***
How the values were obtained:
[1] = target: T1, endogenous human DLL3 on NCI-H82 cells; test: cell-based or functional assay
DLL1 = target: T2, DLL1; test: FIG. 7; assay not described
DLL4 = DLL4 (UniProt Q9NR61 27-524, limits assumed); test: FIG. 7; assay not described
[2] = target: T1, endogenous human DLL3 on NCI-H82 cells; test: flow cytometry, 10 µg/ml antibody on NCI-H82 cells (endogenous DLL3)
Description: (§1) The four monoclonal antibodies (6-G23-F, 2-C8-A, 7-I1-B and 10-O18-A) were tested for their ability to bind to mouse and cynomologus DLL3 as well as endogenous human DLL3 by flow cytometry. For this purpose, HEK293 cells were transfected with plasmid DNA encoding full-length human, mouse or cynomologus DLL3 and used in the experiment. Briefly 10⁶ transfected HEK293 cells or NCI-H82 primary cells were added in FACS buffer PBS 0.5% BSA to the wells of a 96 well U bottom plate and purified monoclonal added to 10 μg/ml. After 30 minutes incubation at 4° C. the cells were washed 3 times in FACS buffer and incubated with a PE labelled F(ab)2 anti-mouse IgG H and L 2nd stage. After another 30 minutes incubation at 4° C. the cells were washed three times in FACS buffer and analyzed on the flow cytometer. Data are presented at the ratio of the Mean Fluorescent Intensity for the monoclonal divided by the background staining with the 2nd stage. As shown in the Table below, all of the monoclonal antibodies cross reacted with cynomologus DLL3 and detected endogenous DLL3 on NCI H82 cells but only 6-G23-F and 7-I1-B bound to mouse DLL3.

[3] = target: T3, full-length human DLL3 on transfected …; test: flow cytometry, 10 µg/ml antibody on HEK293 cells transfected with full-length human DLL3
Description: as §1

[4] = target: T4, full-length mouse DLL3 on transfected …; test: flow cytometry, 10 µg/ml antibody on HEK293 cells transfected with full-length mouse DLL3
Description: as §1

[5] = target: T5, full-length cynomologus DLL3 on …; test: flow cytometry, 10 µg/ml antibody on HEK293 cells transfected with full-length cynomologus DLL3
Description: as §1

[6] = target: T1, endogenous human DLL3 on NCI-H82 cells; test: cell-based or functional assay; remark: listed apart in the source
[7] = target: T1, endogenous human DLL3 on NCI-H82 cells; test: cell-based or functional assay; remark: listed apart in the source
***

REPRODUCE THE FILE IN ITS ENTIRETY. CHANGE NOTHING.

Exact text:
How the values were obtained:
[1] = target: T1, endogenous human DLL3 on NCI-H82 cells; test: cell-based or functional assay
DLL1 = target: T2, DLL1; test: FIG. 7; assay not described
DLL4 = DLL4 (UniProt Q9NR61 27-524, limits assumed); test: FIG. 7; assay not described
[2] = target: T1, endogenous human DLL3 on NCI-H82 cells; test: flow cytometry, 10 µg/ml antibody on NCI-H82 cells (endogenous DLL3)
Description: (§1) The four monoclonal antibodies (6-G23-F, 2-C8-A, 7-I1-B and 10-O18-A) were tested for their ability to bind to mouse and cynomologus DLL3 as well as endogenous human DLL3 by flow cytometry. For this purpose, HEK293 cells were transfected with plasmid DNA encoding full-length human, mouse or cynomologus DLL3 and used in the experiment. Briefly 10⁶ transfected HEK293 cells or NCI-H82 primary cells were added in FACS buffer PBS 0.5% BSA to the wells of a 96 well U bottom plate and purified monoclonal added to 10 μg/ml. After 30 minutes incubation at 4° C. the cells were washed 3 times in FACS buffer and incubated with a PE labelled F(ab)2 anti-mouse IgG H and L 2nd stage. After another 30 minutes incubation at 4° C. the cells were washed three times in FACS buffer and analyzed on the flow cytometer. Data are presented at the ratio of the Mean Fluorescent Intensity for the monoclonal divided by the background staining with the 2nd stage. As shown in the Table below, all of the monoclonal antibodies cross reacted with cynomologus DLL3 and detected endogenous DLL3 on NCI H82 cells but only 6-G23-F and 7-I1-B bound to mouse DLL3.

[3] = target: T3, full-length human DLL3 on transfected …; test: flow cytometry, 10 µg/ml antibody on HEK293 cells transfected with full-length human DLL3
Description: as §1

[4] = target: T4, full-length mouse DLL3 on transfected …; test: flow cytometry, 10 µg/ml antibody on HEK293 cells transfected with full-length mouse DLL3
Description: as §1

[5] = target: T5, full-length cynomologus DLL3 on …; test: flow cytometry, 10 µg/ml antibody on HEK293 cells transfected with full-length cynomologus DLL3
Description: as §1

[6] = target: T1, endogenous human DLL3 on NCI-H82 cells; test: cell-based or functional assay; remark: listed apart in the source
[7] = target: T1, endogenous human DLL3 on NCI-H82 cells; test: cell-based or functional assay; remark: listed apart in the source